diture into revenue. Greater investment productiv-
ity is indicative of the firm’s ability to get the best
use of, and the most value from, its capabilities. In
the case of low levels of marketing investment, it is
important for firms to be investment productive in
order to make the most of their limited resources.
A firm is considered productive if it is able to max-
imize its value given its resource constraints (Nath,
Nachiappan and Ramanathan, 2010). Investment
productivity supports a firm to better leverage its
resources to enhance shareholder value in the case
of low levels of marketing investments.
As significant investments in marketing activi-
ties should increase shareholder value, this pos-
itive impact is further enhanced by increased
investment productivity. With high levels of mar-
keting investments and increasing levels of invest-
ment productivity, firms gain a greater ability to
derive financial reward from any dollar investment,
and gain a greater future ability to invest in fur-
ther market growth. Such a combination will bene-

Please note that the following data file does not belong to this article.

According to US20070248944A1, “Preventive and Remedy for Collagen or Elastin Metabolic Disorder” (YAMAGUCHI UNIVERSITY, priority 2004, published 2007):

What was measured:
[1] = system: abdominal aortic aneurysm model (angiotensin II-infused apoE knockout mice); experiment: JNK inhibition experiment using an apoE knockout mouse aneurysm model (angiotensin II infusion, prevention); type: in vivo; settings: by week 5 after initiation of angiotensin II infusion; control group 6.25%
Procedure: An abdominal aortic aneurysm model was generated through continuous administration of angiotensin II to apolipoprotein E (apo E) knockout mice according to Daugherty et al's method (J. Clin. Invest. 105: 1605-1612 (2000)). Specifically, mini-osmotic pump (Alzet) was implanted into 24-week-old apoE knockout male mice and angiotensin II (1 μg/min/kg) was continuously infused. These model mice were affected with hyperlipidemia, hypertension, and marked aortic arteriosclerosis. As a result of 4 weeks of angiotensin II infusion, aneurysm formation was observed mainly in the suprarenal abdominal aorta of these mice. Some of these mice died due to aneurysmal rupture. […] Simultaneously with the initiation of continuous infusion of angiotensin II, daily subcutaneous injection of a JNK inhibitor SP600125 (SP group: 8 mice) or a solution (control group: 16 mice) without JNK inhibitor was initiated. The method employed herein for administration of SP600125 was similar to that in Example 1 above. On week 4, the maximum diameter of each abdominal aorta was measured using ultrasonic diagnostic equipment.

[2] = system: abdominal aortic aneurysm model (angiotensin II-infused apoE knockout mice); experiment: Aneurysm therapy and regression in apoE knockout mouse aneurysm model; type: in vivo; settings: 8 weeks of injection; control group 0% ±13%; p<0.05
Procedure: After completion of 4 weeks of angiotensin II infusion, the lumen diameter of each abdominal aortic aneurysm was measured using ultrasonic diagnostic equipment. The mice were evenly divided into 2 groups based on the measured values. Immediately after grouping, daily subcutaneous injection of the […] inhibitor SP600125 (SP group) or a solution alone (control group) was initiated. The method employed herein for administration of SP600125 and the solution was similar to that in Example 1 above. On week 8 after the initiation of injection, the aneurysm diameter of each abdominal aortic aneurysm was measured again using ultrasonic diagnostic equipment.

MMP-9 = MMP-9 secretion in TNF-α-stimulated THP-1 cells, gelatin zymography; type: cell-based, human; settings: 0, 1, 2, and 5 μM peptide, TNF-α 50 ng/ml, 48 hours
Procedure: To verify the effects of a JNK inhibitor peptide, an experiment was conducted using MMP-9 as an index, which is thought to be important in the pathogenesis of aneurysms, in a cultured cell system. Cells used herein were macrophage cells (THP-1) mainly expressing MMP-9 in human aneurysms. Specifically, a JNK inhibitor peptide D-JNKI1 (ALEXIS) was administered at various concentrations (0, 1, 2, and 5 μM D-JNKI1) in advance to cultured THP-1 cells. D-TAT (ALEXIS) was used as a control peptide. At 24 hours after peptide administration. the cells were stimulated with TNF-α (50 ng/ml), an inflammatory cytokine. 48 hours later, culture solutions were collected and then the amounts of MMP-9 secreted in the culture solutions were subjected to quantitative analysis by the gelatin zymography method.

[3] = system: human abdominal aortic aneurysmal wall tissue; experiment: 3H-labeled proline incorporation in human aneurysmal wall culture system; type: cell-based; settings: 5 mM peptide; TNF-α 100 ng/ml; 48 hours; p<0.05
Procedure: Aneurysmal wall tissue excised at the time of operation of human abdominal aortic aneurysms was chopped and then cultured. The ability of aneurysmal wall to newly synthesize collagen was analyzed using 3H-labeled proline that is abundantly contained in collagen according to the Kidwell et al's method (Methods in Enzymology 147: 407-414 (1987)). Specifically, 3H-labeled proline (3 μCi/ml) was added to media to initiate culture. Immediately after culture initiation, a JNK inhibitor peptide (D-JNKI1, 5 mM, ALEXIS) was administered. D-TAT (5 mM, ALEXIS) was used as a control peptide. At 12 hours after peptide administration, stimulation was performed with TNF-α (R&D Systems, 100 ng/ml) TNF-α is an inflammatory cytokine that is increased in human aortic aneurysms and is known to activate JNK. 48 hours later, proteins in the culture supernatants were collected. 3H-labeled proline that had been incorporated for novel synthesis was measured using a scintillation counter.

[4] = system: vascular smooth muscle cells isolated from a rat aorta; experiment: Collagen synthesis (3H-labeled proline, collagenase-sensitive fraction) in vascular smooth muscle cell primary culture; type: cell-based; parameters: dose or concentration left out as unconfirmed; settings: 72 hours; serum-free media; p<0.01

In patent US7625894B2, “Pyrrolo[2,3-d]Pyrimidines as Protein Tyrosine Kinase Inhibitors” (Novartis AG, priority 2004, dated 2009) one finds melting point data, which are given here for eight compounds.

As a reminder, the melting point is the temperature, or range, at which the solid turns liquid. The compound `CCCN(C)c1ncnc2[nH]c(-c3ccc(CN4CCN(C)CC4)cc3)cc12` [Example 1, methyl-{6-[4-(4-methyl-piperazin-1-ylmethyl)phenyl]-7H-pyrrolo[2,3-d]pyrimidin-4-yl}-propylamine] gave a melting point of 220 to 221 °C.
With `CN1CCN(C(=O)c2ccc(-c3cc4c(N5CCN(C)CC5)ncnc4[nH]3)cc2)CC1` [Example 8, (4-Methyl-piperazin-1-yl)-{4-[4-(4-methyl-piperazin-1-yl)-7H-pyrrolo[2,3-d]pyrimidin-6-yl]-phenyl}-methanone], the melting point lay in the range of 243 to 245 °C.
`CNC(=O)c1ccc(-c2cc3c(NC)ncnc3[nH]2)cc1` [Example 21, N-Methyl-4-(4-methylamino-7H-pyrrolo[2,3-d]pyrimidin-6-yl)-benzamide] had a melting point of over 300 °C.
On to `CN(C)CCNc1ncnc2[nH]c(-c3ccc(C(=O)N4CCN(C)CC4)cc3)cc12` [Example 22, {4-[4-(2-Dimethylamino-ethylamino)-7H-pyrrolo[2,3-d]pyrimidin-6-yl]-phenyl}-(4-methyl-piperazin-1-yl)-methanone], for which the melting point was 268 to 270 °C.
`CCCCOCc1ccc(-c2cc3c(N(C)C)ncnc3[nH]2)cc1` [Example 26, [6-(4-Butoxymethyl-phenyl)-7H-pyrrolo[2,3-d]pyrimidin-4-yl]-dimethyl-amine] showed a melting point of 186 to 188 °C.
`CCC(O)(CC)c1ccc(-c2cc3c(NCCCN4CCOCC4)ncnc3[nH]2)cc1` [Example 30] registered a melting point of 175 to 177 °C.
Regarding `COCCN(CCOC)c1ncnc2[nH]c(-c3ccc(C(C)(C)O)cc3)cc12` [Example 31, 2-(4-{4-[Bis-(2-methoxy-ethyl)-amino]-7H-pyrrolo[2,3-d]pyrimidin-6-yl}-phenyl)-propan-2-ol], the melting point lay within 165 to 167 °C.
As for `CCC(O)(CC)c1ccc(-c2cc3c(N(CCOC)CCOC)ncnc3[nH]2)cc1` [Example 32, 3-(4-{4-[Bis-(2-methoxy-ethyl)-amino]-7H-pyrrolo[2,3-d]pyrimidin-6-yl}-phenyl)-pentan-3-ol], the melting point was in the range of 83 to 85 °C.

fit shareholder value because of the firm’s superior
position to garner longer-term performance and
its superior projected future health (Mittal et al.,
2005). Thus
H5: Investment productivity positively moder-
ates the curvilinear relationship between mar-
keting investment intensity and shareholder
value. Investment productivity reduces the neg-
ative eects of low levels of marketing invest-
ment intensity and increases the positive eects
of high levels of marketing investment intensity.
Competitive intensity is beneficial because it
forces the firm to be more ecient and eective
in using its resources, to react quickly to competi-
tors’ moves and to intensify its eorts to dier-
entiate itself from the competition (Powell, 1996;
Ramaswamy, 2001). This ‘competition leads to
competence’ approach (Barnett, Greve and Park,
1994; Levinthal and Myatt, 1994) suggests that the